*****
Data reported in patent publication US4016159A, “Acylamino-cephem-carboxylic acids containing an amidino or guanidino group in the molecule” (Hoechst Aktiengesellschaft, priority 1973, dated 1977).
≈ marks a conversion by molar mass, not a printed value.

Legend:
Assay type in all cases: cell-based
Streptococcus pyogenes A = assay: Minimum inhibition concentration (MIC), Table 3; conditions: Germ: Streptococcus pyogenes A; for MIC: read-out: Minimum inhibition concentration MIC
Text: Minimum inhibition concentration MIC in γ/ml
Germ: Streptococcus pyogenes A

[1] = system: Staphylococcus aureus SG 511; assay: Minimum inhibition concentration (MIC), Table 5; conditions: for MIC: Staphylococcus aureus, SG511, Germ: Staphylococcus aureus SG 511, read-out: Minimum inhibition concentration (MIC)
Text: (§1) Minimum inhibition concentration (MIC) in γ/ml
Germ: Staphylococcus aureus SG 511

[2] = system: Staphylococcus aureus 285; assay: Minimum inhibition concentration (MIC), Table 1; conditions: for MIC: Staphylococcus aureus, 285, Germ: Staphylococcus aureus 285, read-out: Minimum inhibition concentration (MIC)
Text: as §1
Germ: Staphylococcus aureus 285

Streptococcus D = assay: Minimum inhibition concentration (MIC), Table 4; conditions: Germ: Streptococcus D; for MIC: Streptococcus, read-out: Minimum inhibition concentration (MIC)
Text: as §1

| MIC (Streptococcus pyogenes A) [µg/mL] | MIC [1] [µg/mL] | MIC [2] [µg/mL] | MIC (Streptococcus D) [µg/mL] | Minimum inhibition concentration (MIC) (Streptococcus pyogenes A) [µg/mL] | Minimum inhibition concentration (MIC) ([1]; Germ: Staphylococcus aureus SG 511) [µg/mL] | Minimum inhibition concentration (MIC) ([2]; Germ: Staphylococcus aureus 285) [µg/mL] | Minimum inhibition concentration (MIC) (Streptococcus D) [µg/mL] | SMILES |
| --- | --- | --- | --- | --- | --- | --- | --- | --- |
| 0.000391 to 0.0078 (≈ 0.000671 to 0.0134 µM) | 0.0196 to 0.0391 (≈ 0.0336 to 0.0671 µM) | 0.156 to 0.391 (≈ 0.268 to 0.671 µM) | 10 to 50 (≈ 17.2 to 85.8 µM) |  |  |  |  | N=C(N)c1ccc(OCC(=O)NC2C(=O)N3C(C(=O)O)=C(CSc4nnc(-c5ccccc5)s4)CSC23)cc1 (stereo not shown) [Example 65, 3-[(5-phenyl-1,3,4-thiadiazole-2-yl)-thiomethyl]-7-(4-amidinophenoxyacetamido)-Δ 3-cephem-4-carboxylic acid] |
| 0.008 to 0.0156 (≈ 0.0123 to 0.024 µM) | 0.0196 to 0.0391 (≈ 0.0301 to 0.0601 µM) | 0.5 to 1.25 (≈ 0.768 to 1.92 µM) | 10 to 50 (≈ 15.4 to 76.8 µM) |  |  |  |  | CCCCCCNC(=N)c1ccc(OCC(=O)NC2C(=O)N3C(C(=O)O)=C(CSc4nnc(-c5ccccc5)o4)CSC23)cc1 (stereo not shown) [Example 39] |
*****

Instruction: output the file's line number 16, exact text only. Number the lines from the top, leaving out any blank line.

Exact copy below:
| MIC (Streptococcus pyogenes A) [µg/mL] | MIC [1] [µg/mL] | MIC [2] [µg/mL] | MIC (Streptococcus D) [µg/mL] | Minimum inhibition concentration (MIC) (Streptococcus pyogenes A) [µg/mL] | Minimum inhibition concentration (MIC) ([1]; Germ: Staphylococcus aureus SG 511) [µg/mL] | Minimum inhibition concentration (MIC) ([2]; Germ: Staphylococcus aureus 285) [µg/mL] | Minimum inhibition concentration (MIC) (Streptococcus D) [µg/mL] | SMILES |